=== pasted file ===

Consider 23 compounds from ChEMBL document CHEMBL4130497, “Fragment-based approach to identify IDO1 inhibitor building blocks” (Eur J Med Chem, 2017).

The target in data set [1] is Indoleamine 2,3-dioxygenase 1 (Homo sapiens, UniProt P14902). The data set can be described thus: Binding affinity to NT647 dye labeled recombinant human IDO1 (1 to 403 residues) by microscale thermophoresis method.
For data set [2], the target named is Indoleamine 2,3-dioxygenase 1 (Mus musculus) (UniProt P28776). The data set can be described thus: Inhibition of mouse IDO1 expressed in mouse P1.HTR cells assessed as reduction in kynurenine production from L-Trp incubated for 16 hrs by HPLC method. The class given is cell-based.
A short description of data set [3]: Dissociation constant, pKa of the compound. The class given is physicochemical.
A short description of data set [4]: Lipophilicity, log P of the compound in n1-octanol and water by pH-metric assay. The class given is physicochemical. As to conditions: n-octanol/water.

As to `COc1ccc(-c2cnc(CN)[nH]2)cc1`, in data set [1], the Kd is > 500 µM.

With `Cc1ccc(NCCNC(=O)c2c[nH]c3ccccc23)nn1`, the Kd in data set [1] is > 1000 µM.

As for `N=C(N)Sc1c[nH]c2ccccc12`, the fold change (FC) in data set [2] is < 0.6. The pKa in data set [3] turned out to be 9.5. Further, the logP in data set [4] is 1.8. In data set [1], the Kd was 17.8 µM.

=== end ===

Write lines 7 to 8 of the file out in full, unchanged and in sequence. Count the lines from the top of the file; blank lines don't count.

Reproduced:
With `Cc1ccc(NCCNC(=O)c2c[nH]c3ccccc23)nn1`, the Kd in data set [1] is > 1000 µM.

As for `N=C(N)Sc1c[nH]c2ccccc12`, the fold change (FC) in data set [2] is < 0.6. The pKa in data set [3] turned out to be 9.5. Further, the logP in data set [4] is 1.8. In data set [1], the Kd was 17.8 µM.